While waiting for the reopening of existing cultural places, why not baptize new ones? On May 6, in Romainville, Valérie Pécresse, president of the Ile-de-France region, and Roselyne Bachelot, Minister of Culture, thus inaugurated the reserves of the FRAC Île-de-France. In Seine-Saint-Denis, the regional contemporary art fund will store nearly 2,000 works, and will organize exhibitions in spaces open to the general public. From May 19. If all goes well.
For this great moment of culture, Roselyne Bachelot had donned, as usual, a remarkable outfit. Thus, her powder pink pantsuit set appears here so loose that it reminds us of the zoot suits worn in the years 1930-1940 by zooter, these jazzmen and jazz lovers particularly concerned with their style. The costumes in question were even so large, and so greedy in fabric, that they ended up being banned from 1940, due to the war effort. Fortunately for Roselyne Bachelot, the current situation is complicated, but perhaps not at this point.
Unlike Roselyne Bachelot, Valérie Pécresse had opted for a fitted black pantsuit, much more economical in fabric and much more discreet. It allows us to remember that, if black was for a long time the only color that men had the right, according to conventions, to wear in the evening or during social events, it was in order to leave women the benefit of color. , and thus make sure to highlight them.
It should be noted that the president of the FRAC and her director also wore a black pantsuit set. Likewise, they both wore black Chelsea boots identical to those of Valérie Pécresse. Group rate? Fancy ? Want to display some form of unity? At this stage, no track can be excluded. Not even that of a common desire to leave the benefit of color to Roselyne Bachelot, the better to highlight it. Even if we have a little trouble believing it.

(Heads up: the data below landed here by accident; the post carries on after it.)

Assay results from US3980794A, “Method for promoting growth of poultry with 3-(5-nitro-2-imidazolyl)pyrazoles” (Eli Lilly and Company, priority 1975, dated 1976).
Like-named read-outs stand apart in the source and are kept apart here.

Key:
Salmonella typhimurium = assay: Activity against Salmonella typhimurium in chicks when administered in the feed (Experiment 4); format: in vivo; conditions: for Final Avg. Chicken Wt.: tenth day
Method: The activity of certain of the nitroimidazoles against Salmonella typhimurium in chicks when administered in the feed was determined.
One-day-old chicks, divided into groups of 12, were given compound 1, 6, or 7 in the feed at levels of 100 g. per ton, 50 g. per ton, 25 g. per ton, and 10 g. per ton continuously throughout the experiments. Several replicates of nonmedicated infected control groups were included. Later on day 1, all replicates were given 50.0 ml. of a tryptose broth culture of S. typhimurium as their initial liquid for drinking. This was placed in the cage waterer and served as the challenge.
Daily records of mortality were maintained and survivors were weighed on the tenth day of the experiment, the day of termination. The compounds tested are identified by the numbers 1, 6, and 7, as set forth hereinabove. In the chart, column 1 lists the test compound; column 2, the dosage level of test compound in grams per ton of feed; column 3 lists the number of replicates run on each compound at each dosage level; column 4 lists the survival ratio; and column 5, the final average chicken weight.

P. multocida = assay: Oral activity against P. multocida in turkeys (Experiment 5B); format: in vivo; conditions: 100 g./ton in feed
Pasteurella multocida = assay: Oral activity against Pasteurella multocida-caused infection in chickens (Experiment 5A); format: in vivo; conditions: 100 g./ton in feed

Finally, at the risk of spoiling the atmosphere of this show, how can we not remember that before designating the work tool of painters, and a very practical support for commemorative plaques, the term “easel” covered a function much darker. Before the XVIIIe century, “easel” referred to the tool of torture by quartering. The accused was stretched out on a table, his feet and hands were tied to two cylinders which were slid until the body cracked … Some easels were even equipped with blades intended to slash the back of the accused. Sometimes the quartering would not have been enough.